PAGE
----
Popular culture abounds with myths and stories on every topic under the sun, ranging from the spookiest to the funniest, and kids’ camps seems to be one of the subjects that have sparked the interest and imagination of many storytellers. Whether you’ve been to a summer camp or not in your childhood, you surely know of at least one camp story that may or may not be true.
Although they’re fun to listen to, these widespread stories that we’ve been hearing about kids’ camps ever since the practice started also do a great disservice to both parents and children: they drift away from reality so much that they paint a very distorted picture of what going to a camp actually implies. This has given rise to a large number of myths and misconceptions that people have been taking for granted, influencing and altering perceptions on summer camps, more often than not in a negative way.
We think it’s time to shed a bit of light on the matter and put these common myths and misconceptions about kids’ camps to rest.
Camps are only for the rich
One of the most common things you may have heard about summer camps is that they’re not for everyone. A lot of people think that summer camps have been created for kids that come from rich families, so they’re basically reserved for the elite. That stops a lot of parents with lower incomes from even taking the idea of sending their kids to camp into consideration. If they would do a bit of research, they’d see that these programs come in a wide range of prices.
It’s true that some camps can be a little on the high end but fortunately there are options for every budget. If you shop around, you’ll be able to find a camp that suits your kid’s needs and your budget. With the sheer number of great camps in Queens, it’s virtually impossible not to find a program that falls within your price range and checks all other boxes as well.
Kids sleep in tents in rustic conditions
When one mentions summer camps, most people instantly get this image of kids sleeping in tents or telling stories around the fire in the middle of the woods. That’s a very picturesque portrayal of kids’ camps, but not a very realistic one. This myth probably stems from the fact that many of these programs include camping excursions where kids learn about nature and develop outdoor skills.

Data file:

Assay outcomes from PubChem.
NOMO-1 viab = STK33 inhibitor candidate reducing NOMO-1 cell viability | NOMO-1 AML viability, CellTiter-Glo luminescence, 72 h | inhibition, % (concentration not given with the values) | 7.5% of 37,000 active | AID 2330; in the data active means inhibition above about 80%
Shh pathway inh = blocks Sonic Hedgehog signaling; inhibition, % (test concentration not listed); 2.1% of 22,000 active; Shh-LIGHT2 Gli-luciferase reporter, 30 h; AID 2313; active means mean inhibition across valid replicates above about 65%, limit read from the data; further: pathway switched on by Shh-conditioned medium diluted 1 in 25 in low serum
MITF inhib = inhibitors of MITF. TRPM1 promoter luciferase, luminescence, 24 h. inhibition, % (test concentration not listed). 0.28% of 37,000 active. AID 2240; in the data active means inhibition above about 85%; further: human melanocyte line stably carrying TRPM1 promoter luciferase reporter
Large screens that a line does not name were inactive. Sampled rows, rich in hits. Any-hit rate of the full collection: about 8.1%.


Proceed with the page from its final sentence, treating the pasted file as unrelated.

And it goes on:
While kids’ camps are not designed as retreat spots where one goes to relax and unwind, they’re far from being rustic. So, parents can rest assured camps are equipped with all the modern amenities that kids may need, including comfortable beds, running water, electricity, working bathrooms, and healthcare facilities.
Younger children don’t do well at camps
Families often refrain from sending children to camps because they’re not yet camp-ready. They usually think that younger kids will have trouble adapting to camp life, or they won’t benefit from this experience as they’re too young to process it, when in fact the opposite is true. Younger kids have greater chances of adjusting and having a positive camp experience considering they haven’t yet developed a sense of fear or reluctance.
Therefore, young age shouldn’t represent an impediment in sending kids to camps. On the contrary, parents should sign their kids up for summer camp as early as possible in order to get them accustomed to these types of activities.
Kids get homesick really quick
It’s completely normal for kids to feel a bit homesick during summer camp, especially if it’s the first time they spend a longer period of time away from home. Dealing with a new environment, new people, and a lot of unknowns can easily make a kid miss the comfort and security they have at home.
The good news is, in most cases, homesickness is just a fleeting feeling that goes away once kids get busy with all the activities that the camp has prepared for them. It’s usually the parents that experience a higher level of anxiety than their kids, so it’s important to maintain a positive attitude and encourage kids to enjoy their camp experience.
Camps expose kids to many risks and hazards
Health and safety represent a major concern for parents when it comes to sending their kids to summer camps, and it’s absolutely understandable. Every parent wants to make sure their kids are safe and protected at all times, so it’s normal to worry about the risks and hazards that kids might get exposed to while they’re away from home.
However, that’s no reason to exaggerate things and think that summer camps are unsafe or unhealthy for kids. The purpose of summer camps is to help children get out of their comfort zone, try new things, and develop self-esteem, independence, and lifelong skills, not put them in life-threatening situations. Everything happens in a controlled environment and kids are supervised at all times, which means they’re actually much safer than at home.
Camps are a good idea only for kids who love the outdoors
Another common misconception regarding kids’ camps is that they’re only for the lovers of the great outdoors. So, if your child loves to stay inside and play video games and engage in activities that don’t involve spending time in nature, they’ll have a terrible time at summer camp.
Once again, this is couldn’t be further from the truth. Even if kids aren’t big fans of outdoor activities, a few days at a summer camp will definitely change their minds about that. Once they realize how much fun they can have playing outside with others kids, they’ll never want to go back inside.
Don’t miss the opportunity of giving your kid the experience of a lifetime because of these widespread myths and misconceptions. Do your own research, learn as much as you can about the topic, and base your decision on facts not on some unrealistic stories that have been circling around for ages.